Overall, 276 infants (36.9%) had Type A PDA, 16 (2.1%) Type B, 316 (42.3%) Type C, 35 (4.7%) Type D, 88 (11.8%) Type E, and 16 (2.1%) were not classified. The mean fluoroscopy time and dose were 19.7 ± 20.8 min and 84.7 ± 158.1 mGy, respectively. The median (IQR) of systolic PA pressures was 40 (30 to 48) mm Hg. Evidence of systemic arterial saturation below threshold (<95%), or mean PA pressure above threshold (≥45 mm Hg), were observed in 36.2% and 31.7% of cases, respectively. The median (IQR) of systolic PA pressures and Qp/Qs were 40 (30 to 48) mm Hg and 2.2 (1.5 to 3.0) mm Hg, respectively. Median (IQR) indexed pulmonary vascular resistance was 1.8 (1.2 to 3.0) Wood Units/m2. Time in the catheterization suite was <2 h in 96% of cases. The majority (93.1%) had no or trivial residual ductal shunt following closure.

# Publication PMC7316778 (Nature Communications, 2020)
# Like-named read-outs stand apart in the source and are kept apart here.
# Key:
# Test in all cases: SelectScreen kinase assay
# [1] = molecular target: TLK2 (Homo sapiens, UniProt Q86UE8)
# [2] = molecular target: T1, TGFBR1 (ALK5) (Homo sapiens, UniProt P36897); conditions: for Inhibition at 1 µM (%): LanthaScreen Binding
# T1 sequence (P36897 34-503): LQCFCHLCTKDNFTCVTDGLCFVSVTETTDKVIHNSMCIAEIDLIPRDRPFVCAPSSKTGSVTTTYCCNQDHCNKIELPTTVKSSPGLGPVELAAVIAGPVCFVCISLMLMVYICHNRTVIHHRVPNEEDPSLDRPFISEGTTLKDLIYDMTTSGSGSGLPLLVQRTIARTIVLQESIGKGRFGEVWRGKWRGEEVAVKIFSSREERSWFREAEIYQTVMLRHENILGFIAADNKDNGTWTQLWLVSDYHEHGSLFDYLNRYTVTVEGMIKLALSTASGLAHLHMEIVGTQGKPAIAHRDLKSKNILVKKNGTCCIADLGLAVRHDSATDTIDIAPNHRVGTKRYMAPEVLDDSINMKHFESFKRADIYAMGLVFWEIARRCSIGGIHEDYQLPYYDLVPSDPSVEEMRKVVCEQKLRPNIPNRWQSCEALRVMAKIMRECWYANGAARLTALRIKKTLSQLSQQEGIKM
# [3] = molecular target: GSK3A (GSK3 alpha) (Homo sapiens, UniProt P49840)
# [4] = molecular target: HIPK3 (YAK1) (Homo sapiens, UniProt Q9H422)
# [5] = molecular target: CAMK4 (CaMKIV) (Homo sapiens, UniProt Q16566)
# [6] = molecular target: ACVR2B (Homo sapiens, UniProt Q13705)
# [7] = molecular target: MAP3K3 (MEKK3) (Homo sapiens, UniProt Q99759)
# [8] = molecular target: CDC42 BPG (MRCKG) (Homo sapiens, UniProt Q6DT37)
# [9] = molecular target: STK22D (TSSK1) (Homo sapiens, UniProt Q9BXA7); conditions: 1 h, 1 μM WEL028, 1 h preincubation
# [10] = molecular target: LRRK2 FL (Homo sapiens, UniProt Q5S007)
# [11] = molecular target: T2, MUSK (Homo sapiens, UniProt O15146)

The medians (IQRs) of hospital-level annual catheterization and PDA catheterization case volumes were 265 (143 to 439) and 22 (13 to 33), respectively. Total hospital-level annual catheterization volume (number of hospitals) across each quartile is as follows: 1st quartile, 26 to 143 (n = 18); 2nd quartile, 144 to 265 (n = 18); 3rd quartile, 266 to 438 (n = 18); 4th quartile, >438 (n = 19). PDA catheterization volume among infants <6 kg (number of hospitals) across each quartile is as follows: 1st quartile, ≤1 (n = 18); 2nd quartile, 1 to 2 (n = 16); 3rd quartile, 3 to 4 (n = 20); and 4th quartile, >4 (n = 19).